While personality type is a highly useful tool for understanding yourself and others, it's not the whole picture. There are other important things that make each of us unique, whatever our personality type. 

These include:

  • Your values

Our personal values are what we each feel are important, worthwhile and right. While our personality traits come naturally, we may need to make a conscious effort to live by our values. Living in alignment with our values can often require stepping out of our natural personality traits and stretching ourselves. For example, if your values include being truthful, you may need to step away from your personality type's tendency towards people-pleasing and find the courage to speak up even when it’s difficult.

  • Resilience

Resilience is the ability to deal with stress, challenges and setbacks without being defeated by them. In fact, a truly resilient person copes gracefully, bounces back after adversity and possibly emerges even stronger than they were before. Their happiness is not dependent on their circumstances.

Resilience is not something we are just born with. We can learn and cultivate it to become happier and more successful, whatever may happen in our lives. And resilience is not the domain of any one personality type. Anyone can be a resilient person.

  • Emotional intelligence

Emotional intelligence is the ability to identify and manage your own emotions, as well as those of other people. It’s becoming increasingly important in today’s world, since it helps us to create better relationships with others, handle stress, and understand our own motives and needs. Again, emotional intelligence has nothing to do with our personality type. All of us, no matter what our traits may be, can work on being more emotionally intelligent.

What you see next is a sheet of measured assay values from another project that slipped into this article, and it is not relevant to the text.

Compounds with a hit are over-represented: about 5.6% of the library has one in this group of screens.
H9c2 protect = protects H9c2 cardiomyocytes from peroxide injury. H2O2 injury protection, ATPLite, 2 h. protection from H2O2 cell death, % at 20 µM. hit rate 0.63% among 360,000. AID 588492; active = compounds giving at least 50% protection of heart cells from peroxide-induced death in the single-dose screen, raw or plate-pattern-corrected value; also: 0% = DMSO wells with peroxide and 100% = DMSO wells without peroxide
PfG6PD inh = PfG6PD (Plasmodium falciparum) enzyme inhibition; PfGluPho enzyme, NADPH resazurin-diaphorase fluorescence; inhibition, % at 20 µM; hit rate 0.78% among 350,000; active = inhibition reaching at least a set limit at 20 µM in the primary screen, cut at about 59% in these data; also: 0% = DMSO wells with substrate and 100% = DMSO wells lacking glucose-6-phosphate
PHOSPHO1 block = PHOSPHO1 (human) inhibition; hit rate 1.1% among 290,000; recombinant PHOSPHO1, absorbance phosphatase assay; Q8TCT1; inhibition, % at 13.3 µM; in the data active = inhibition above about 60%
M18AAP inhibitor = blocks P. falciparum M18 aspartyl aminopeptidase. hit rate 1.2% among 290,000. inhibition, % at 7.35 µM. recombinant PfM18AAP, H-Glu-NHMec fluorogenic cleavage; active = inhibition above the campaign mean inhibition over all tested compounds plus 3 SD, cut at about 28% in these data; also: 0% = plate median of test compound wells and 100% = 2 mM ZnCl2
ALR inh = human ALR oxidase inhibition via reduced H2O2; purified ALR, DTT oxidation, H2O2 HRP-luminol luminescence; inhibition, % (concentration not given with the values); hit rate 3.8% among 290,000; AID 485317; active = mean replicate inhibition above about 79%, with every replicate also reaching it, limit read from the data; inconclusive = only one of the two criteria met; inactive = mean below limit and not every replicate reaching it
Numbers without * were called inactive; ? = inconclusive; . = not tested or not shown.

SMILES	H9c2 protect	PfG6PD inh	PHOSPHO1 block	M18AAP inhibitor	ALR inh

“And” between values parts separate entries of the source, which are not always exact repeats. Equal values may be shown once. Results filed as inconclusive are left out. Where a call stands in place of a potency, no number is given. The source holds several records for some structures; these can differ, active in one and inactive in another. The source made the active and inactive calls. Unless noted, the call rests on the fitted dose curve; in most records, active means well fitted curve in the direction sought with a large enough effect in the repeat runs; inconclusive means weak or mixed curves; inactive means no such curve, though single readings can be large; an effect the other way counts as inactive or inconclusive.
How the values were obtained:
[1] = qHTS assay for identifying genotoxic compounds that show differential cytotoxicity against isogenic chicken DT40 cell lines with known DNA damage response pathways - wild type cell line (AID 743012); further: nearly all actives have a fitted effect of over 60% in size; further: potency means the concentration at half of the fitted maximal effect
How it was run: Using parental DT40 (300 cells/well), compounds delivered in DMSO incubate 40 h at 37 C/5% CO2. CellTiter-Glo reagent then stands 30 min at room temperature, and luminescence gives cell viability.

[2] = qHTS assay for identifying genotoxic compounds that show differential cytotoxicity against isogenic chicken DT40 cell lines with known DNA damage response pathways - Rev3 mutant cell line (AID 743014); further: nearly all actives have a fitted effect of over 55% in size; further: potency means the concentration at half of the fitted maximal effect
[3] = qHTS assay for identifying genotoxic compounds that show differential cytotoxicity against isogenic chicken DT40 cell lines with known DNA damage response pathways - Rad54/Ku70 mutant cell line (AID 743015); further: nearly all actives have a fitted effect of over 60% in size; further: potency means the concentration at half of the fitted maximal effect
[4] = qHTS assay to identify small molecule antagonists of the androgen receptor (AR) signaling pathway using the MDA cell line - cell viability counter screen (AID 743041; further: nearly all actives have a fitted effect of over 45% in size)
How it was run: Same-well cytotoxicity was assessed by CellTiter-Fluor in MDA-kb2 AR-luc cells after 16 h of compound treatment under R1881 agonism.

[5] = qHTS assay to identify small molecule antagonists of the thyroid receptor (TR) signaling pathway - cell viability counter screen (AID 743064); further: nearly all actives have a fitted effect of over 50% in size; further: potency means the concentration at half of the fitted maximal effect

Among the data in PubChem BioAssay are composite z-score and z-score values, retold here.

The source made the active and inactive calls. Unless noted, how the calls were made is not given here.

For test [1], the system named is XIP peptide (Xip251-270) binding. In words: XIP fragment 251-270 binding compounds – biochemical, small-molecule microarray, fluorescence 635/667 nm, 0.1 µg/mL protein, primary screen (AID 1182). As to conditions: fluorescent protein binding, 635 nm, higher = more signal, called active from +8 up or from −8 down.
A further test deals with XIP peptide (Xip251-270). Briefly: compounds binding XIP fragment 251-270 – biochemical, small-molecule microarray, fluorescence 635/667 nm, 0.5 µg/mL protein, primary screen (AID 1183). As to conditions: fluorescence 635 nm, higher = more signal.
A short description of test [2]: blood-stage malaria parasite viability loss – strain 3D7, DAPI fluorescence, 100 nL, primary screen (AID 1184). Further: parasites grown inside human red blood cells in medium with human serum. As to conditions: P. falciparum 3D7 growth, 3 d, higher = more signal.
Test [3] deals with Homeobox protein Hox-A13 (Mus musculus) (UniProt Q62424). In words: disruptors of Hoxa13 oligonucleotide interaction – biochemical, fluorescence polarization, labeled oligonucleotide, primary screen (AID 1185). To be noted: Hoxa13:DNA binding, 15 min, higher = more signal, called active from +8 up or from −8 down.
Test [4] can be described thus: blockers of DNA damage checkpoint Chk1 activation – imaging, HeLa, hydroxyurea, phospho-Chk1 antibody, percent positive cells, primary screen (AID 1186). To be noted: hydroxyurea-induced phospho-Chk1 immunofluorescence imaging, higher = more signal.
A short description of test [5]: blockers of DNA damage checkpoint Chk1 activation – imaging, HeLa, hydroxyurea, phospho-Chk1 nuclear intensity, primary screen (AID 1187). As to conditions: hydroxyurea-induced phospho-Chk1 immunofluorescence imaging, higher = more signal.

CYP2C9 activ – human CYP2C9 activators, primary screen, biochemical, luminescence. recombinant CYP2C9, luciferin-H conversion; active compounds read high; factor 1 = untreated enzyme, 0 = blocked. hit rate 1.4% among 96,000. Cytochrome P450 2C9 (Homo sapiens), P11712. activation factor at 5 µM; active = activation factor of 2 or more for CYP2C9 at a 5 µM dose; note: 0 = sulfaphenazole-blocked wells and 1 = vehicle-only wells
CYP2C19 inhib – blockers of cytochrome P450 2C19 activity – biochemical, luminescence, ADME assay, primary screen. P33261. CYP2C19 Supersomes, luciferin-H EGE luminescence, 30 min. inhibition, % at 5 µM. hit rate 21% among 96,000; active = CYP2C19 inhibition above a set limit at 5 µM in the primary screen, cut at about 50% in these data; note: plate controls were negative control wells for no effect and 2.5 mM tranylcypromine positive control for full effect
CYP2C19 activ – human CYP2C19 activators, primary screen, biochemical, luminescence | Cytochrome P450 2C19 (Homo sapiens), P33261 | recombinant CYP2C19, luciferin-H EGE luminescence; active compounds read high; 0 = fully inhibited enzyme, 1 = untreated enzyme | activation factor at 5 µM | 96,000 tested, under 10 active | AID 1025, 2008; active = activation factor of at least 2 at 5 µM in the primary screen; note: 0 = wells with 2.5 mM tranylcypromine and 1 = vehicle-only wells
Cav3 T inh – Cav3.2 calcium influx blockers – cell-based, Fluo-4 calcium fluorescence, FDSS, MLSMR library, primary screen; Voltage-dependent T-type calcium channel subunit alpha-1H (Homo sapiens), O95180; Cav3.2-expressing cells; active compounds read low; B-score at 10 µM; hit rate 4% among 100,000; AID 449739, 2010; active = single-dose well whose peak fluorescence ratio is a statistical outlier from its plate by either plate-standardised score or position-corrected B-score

• The choices we make

Whether to go all out for your dreams or take the path of least resistance, stick loyally to your values or take the easy way out – these are all choices anyone of any personality type needs to make. In this sense, our choices are among the most important factors that make us who we are and determine who we can become.

Of course, your personality type will make you more likely to make some kinds of choices rather than others. But they’re still your choices to make, and different people with the same personality type can and do make different choices.

The takeaway

Knowing your personality type – and those of the people in your life – and making good use of that understanding can be immensely helpful. Personality theory is also fun, interesting and can enrich your life. 

However, it isn’t all there is to life, or all there is to you. So, rather than letting it limit what you can do or be, think of it as a useful tool, one piece of the complex puzzle that makes you who you are. 

Diane Fanucchi
Diane Fanucchi is a freelance writer and Smart-Blogger certified content marketing writer. She lives on California’s central coast in a purple apartment. She reads, writes, walks, and eats dark chocolate whenever she can. A true INFP, she spends more time thinking about the way things should be than what others call the “real” world. You can visit her at www.dianefanucchi.naiwe.com or https://writer.me/diane-fanucchi/.